Water mass and acoustic analysis of the East Greenland Current
Clipson, James M.
Bourke, R. H.
Breaker, Lawrence C.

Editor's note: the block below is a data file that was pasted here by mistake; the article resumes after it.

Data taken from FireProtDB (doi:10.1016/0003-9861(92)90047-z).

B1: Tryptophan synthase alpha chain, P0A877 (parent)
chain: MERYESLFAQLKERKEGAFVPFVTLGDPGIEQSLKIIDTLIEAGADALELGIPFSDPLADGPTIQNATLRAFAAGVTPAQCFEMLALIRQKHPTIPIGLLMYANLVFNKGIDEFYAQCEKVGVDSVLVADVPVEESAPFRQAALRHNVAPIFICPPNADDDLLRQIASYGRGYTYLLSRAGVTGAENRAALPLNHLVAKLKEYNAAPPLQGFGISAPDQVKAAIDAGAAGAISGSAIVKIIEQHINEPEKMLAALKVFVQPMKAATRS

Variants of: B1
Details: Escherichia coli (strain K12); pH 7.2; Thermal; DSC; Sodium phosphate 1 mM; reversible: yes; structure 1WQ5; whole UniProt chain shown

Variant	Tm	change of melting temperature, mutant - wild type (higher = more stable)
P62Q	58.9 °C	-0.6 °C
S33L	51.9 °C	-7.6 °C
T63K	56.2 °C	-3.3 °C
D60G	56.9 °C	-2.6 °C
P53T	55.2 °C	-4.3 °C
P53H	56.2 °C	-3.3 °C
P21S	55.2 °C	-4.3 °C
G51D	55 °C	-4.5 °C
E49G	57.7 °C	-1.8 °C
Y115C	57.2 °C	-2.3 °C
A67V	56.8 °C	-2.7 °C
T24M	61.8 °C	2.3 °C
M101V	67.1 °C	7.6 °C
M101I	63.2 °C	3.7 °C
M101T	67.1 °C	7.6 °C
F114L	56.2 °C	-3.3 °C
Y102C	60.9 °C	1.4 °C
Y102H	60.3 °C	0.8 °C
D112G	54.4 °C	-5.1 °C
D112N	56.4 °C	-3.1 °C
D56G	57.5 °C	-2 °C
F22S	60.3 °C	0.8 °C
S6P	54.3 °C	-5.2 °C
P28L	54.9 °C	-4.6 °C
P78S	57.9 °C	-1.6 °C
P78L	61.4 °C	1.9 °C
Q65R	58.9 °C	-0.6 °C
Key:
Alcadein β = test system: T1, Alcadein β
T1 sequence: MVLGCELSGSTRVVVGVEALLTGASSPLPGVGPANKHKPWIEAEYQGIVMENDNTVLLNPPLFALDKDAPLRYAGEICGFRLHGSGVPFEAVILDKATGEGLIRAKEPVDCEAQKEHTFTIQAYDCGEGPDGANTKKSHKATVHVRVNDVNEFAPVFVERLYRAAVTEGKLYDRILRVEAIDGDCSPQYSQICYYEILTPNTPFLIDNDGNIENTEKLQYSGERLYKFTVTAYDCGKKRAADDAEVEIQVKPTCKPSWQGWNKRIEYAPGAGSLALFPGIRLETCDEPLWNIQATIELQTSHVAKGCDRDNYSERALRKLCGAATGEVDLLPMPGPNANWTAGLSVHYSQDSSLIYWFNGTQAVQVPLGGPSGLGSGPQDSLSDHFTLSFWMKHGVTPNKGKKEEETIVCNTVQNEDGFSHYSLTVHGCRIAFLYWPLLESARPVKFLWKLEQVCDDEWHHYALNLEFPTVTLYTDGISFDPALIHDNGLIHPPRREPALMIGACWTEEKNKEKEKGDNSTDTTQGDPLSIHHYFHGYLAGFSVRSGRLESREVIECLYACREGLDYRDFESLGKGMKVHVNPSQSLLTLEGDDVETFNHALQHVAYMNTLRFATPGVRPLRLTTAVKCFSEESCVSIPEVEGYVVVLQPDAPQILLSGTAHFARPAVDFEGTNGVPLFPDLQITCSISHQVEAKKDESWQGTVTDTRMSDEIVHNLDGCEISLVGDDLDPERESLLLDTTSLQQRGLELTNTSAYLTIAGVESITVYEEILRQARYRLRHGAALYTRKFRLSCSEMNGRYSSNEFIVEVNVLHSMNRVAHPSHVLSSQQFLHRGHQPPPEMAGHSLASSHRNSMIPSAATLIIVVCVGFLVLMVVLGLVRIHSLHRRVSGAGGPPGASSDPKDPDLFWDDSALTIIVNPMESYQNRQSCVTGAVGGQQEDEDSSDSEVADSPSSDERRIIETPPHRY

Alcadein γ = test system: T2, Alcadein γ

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Two cluster analysis techniques, one heuristic and one iterative, are employed to investigate the special coherence of the water masses of the East Greenland Current (EGC), in the vicinity of the East Greenland Polar Front (EGPF). Both techniques are shown to be generally reliable, although the iterative technique is more consistent with classical oceanographic analysis. The techniques are applied to data to explore the multiple and single variable data. The cluster technique is shown to have applications in planning a sonobuoy pattern and in assessing the validity of XBT data prior to an acoustic forecast. Acoustical analysis shows that acoustic reciprocity does not hold for propagation in the waters of the EGC. Ranges from shallow to deep water are far in excess of those from deep or shallow water. Propagation across the EGPF is significantly different for normal and oblique cases. Propagation loss fo oblique ranges is between 60 to 80% of perpendicular ranges, mostly due to different source sound speed profiles. Three acoustic models, FACT, RAYMODE and PE are compared and contrasted. PE is found to be the most consistent and reliable, although both FACT and RAYMODE compare satisfactorily for propagation from shallow to deep water. However, for the reverse case, FACT overestimates ranges by a factor of two, whereas RAYMODE is exceedingly over optimistic in its forecast ranges.
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